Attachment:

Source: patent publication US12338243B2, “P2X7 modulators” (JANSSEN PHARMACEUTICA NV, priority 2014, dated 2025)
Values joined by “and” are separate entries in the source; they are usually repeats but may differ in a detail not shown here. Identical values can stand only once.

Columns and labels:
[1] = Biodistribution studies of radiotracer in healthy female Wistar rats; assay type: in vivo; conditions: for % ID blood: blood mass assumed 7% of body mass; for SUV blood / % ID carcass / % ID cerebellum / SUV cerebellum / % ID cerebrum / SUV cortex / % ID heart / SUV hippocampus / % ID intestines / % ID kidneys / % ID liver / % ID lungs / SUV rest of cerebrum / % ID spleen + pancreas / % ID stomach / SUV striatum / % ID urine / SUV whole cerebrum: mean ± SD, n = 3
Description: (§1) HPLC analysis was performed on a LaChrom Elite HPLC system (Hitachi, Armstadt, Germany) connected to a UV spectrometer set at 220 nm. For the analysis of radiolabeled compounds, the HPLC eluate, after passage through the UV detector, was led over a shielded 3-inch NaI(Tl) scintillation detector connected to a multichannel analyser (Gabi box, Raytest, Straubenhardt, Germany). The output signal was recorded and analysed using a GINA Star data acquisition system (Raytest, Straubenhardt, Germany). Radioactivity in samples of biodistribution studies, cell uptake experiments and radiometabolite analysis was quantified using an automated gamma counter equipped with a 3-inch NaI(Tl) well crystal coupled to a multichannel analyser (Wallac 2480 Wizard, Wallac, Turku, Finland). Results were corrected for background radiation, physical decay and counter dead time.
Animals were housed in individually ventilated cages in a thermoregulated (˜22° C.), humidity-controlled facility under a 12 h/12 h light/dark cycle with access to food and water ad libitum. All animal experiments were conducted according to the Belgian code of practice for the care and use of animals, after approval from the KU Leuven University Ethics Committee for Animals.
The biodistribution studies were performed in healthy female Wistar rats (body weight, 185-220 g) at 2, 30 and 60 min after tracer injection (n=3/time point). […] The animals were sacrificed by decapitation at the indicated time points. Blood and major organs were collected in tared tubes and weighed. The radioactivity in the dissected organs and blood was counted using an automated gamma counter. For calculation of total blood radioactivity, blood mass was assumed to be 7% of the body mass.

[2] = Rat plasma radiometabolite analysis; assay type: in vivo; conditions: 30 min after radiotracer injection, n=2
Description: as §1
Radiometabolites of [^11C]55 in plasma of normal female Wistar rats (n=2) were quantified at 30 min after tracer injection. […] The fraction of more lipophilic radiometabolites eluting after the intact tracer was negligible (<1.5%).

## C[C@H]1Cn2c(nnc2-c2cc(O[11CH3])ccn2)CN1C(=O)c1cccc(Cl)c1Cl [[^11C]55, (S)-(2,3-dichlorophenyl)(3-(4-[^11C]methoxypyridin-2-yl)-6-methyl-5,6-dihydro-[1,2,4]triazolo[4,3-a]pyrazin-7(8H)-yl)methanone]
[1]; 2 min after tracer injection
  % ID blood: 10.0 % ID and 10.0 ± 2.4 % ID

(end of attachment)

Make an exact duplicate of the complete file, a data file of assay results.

Source: patent publication US12338243B2, “P2X7 modulators” (JANSSEN PHARMACEUTICA NV, priority 2014, dated 2025)
Values joined by “and” are separate entries in the source; they are usually repeats but may differ in a detail not shown here. Identical values can stand only once.

Columns and labels:
[1] = Biodistribution studies of radiotracer in healthy female Wistar rats; assay type: in vivo; conditions: for % ID blood: blood mass assumed 7% of body mass; for SUV blood / % ID carcass / % ID cerebellum / SUV cerebellum / % ID cerebrum / SUV cortex / % ID heart / SUV hippocampus / % ID intestines / % ID kidneys / % ID liver / % ID lungs / SUV rest of cerebrum / % ID spleen + pancreas / % ID stomach / SUV striatum / % ID urine / SUV whole cerebrum: mean ± SD, n = 3
Description: (§1) HPLC analysis was performed on a LaChrom Elite HPLC system (Hitachi, Armstadt, Germany) connected to a UV spectrometer set at 220 nm. For the analysis of radiolabeled compounds, the HPLC eluate, after passage through the UV detector, was led over a shielded 3-inch NaI(Tl) scintillation detector connected to a multichannel analyser (Gabi box, Raytest, Straubenhardt, Germany). The output signal was recorded and analysed using a GINA Star data acquisition system (Raytest, Straubenhardt, Germany). Radioactivity in samples of biodistribution studies, cell uptake experiments and radiometabolite analysis was quantified using an automated gamma counter equipped with a 3-inch NaI(Tl) well crystal coupled to a multichannel analyser (Wallac 2480 Wizard, Wallac, Turku, Finland). Results were corrected for background radiation, physical decay and counter dead time.
Animals were housed in individually ventilated cages in a thermoregulated (˜22° C.), humidity-controlled facility under a 12 h/12 h light/dark cycle with access to food and water ad libitum. All animal experiments were conducted according to the Belgian code of practice for the care and use of animals, after approval from the KU Leuven University Ethics Committee for Animals.
The biodistribution studies were performed in healthy female Wistar rats (body weight, 185-220 g) at 2, 30 and 60 min after tracer injection (n=3/time point). […] The animals were sacrificed by decapitation at the indicated time points. Blood and major organs were collected in tared tubes and weighed. The radioactivity in the dissected organs and blood was counted using an automated gamma counter. For calculation of total blood radioactivity, blood mass was assumed to be 7% of the body mass.

[2] = Rat plasma radiometabolite analysis; assay type: in vivo; conditions: 30 min after radiotracer injection, n=2
Description: as §1
Radiometabolites of [^11C]55 in plasma of normal female Wistar rats (n=2) were quantified at 30 min after tracer injection. […] The fraction of more lipophilic radiometabolites eluting after the intact tracer was negligible (<1.5%).

## C[C@H]1Cn2c(nnc2-c2cc(O[11CH3])ccn2)CN1C(=O)c1cccc(Cl)c1Cl [[^11C]55, (S)-(2,3-dichlorophenyl)(3-(4-[^11C]methoxypyridin-2-yl)-6-methyl-5,6-dihydro-[1,2,4]triazolo[4,3-a]pyrazin-7(8H)-yl)methanone]
[1]; 2 min after tracer injection
  % ID blood: 10.0 % ID and 10.0 ± 2.4 % ID